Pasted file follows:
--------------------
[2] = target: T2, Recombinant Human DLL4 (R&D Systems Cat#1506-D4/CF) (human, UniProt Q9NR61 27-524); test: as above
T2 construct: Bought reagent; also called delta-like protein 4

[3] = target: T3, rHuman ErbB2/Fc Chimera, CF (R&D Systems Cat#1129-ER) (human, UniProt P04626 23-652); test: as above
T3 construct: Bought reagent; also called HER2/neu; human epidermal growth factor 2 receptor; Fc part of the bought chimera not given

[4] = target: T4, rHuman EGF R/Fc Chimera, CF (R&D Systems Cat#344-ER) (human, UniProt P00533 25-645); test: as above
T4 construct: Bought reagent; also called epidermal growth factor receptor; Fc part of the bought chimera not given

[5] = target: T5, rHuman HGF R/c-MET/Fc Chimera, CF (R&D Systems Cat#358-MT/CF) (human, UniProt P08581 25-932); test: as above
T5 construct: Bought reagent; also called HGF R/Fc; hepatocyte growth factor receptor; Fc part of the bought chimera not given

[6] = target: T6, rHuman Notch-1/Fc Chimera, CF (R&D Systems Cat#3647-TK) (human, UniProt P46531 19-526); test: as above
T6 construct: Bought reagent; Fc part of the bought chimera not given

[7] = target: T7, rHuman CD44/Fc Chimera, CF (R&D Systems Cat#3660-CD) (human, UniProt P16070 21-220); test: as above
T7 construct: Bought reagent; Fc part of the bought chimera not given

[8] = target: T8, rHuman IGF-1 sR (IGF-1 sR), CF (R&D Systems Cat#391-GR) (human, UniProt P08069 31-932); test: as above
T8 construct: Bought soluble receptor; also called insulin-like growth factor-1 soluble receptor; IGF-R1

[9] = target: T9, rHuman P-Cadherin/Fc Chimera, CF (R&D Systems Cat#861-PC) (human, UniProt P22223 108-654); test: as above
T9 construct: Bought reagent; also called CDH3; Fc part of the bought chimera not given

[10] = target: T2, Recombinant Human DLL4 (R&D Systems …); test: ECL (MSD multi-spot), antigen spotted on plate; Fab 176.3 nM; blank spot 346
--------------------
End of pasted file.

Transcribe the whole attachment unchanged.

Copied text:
[2] = target: T2, Recombinant Human DLL4 (R&D Systems Cat#1506-D4/CF) (human, UniProt Q9NR61 27-524); test: as above
T2 construct: Bought reagent; also called delta-like protein 4

[3] = target: T3, rHuman ErbB2/Fc Chimera, CF (R&D Systems Cat#1129-ER) (human, UniProt P04626 23-652); test: as above
T3 construct: Bought reagent; also called HER2/neu; human epidermal growth factor 2 receptor; Fc part of the bought chimera not given

[4] = target: T4, rHuman EGF R/Fc Chimera, CF (R&D Systems Cat#344-ER) (human, UniProt P00533 25-645); test: as above
T4 construct: Bought reagent; also called epidermal growth factor receptor; Fc part of the bought chimera not given

[5] = target: T5, rHuman HGF R/c-MET/Fc Chimera, CF (R&D Systems Cat#358-MT/CF) (human, UniProt P08581 25-932); test: as above
T5 construct: Bought reagent; also called HGF R/Fc; hepatocyte growth factor receptor; Fc part of the bought chimera not given

[6] = target: T6, rHuman Notch-1/Fc Chimera, CF (R&D Systems Cat#3647-TK) (human, UniProt P46531 19-526); test: as above
T6 construct: Bought reagent; Fc part of the bought chimera not given

[7] = target: T7, rHuman CD44/Fc Chimera, CF (R&D Systems Cat#3660-CD) (human, UniProt P16070 21-220); test: as above
T7 construct: Bought reagent; Fc part of the bought chimera not given

[8] = target: T8, rHuman IGF-1 sR (IGF-1 sR), CF (R&D Systems Cat#391-GR) (human, UniProt P08069 31-932); test: as above
T8 construct: Bought soluble receptor; also called insulin-like growth factor-1 soluble receptor; IGF-R1

[9] = target: T9, rHuman P-Cadherin/Fc Chimera, CF (R&D Systems Cat#861-PC) (human, UniProt P22223 108-654); test: as above
T9 construct: Bought reagent; also called CDH3; Fc part of the bought chimera not given

[10] = target: T2, Recombinant Human DLL4 (R&D Systems …); test: ECL (MSD multi-spot), antigen spotted on plate; Fab 176.3 nM; blank spot 346